The book not a long, drawn out internal monologue, Silverberg varies the style of text considerably. The predominantly first person narrative is broken consistently with third person flashbacks, from the Selig’s point of view as well as an omniscient narrator, to cast more objective light on the scenes. Bits and pieces of the main character talking to himself in the third person are also mixed in. Like journal entries, this text contains, amongst other things, Selig’s attempts to distance himself from the pain and stress of his past, the result more justification than apology. And lastly, Silverberg also includes a few of the essays that Selig writes for the students. One regarding Kafka’s The Trial and The Castle stands out given its meta-textual relevance to the impenetrable walls of psychology Selig repeatedly encounters.
The book is not without its faults. Most easily recognizable is the unnecessary sexualization of women. Not as overt as The Second Trip, Silverberg nevertheless includes only one female character who is not spoken of in sexual terms. All of the women save Kitty are open and wanton sex objects to be used as needed—Selig’s sister even falling under fire, she being described as the most promiscuous person in the story. Given the unavoidable manner in which sex shapes human relationships, one expects a certain degree to be included in such a highly personal and psychological story. However, that Silverberg so often identifies a female character by the size of their bust and slenderness of their waist rather than mental or social qualities detracts from the maturity of the discussion.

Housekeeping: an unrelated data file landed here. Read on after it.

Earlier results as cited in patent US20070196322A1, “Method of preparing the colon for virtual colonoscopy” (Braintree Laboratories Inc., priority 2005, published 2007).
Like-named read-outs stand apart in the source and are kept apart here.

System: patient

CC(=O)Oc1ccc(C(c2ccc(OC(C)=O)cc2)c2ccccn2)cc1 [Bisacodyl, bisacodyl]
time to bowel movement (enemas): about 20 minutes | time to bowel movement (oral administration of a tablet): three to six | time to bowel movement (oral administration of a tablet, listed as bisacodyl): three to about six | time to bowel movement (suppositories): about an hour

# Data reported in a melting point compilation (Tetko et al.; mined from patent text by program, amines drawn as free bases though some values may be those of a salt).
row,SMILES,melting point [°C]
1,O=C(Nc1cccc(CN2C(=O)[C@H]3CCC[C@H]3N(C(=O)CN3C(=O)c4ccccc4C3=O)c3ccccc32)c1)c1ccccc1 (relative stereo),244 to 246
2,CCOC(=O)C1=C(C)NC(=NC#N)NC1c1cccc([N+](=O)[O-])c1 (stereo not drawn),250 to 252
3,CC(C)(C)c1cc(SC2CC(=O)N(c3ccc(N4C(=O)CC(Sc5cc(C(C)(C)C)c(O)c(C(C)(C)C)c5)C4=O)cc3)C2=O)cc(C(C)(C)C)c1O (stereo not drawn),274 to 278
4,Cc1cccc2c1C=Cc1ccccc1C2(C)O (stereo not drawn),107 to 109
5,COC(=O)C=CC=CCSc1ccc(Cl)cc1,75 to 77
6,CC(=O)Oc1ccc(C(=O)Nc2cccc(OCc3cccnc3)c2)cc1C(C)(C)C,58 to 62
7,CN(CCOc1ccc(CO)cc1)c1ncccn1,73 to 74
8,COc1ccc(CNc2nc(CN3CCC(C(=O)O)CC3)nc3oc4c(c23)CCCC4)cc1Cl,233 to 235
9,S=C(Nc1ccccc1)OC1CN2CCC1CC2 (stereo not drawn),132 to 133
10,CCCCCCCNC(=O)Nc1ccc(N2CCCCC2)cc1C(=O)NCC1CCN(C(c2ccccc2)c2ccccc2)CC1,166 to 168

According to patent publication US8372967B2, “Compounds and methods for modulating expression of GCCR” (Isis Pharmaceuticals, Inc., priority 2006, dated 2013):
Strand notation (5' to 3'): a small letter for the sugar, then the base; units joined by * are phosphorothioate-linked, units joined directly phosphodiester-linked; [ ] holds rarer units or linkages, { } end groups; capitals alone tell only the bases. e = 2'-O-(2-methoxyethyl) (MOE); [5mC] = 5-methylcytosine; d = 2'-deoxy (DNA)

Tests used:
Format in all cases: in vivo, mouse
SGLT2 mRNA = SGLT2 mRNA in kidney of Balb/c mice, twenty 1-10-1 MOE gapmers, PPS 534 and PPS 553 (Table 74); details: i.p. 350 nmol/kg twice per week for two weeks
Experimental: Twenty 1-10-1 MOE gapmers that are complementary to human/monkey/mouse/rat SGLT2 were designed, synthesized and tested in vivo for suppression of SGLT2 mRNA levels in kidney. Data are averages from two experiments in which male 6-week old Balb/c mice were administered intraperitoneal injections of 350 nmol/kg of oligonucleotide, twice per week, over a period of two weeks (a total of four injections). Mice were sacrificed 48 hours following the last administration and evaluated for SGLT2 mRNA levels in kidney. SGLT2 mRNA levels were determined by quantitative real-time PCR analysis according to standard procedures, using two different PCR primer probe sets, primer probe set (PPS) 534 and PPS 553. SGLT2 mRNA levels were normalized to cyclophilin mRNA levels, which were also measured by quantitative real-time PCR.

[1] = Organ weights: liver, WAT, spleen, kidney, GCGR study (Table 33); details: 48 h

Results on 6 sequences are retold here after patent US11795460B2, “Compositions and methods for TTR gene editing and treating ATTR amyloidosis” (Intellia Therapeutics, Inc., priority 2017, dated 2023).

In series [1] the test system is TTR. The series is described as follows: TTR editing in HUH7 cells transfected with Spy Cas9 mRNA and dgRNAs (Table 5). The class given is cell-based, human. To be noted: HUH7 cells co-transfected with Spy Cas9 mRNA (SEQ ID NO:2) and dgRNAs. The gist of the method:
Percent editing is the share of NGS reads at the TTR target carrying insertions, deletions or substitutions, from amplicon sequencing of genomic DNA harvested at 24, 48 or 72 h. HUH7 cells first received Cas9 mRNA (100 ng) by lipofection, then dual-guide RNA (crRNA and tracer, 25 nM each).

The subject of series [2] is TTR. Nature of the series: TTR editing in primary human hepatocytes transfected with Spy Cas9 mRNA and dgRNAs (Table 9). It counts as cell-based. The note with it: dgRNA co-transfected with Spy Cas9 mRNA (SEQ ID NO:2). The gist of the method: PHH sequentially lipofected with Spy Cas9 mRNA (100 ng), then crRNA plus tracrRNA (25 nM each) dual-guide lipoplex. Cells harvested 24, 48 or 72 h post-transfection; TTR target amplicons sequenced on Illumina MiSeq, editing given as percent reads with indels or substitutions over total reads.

Another aspect potentially problematic is a matter of perspective. Dying Inside a character study, there are two different ways in which to view the book. The first is speculation on what the life of a mind-reader may be like, the second being mind-reading as an allegory, possibly for the loss of the creative spirit, but also possibly for pre-conceived ideas we have of how others perceive us. Approaching the novel from the first, the result is one more entertainment oriented given humans cannot read minds, albeit interestingly explored by Silverberg. From the second, however, there is more to be gleaned from the text. Analogies between Selig’s behavior and the outside world possible, there are nevertheless other novels which better illustrate protection against false perceptions and improvement of self-esteem, diminished mind reading a strange plot device to exemplify loss.
In the end, Dying Inside is a character study of a mind-reader, that despite being well-written, will not please everyone. At its root, readers should expect an open, adult book that digs at the roots of psyche, its overtones dark and brooding. Whether thought experiment or allegory, the story will be interesting to some for its discussion on the fallibility of, and issues with, human self-perception and the internalized perception of others. Female characters, which take on such a large number of roles in the novel, will be a problem for others, their sexuality overt and immature. No matter the perspective, Dying Inside is a book that deserves to be shelved alongside literary realist works long before science fiction.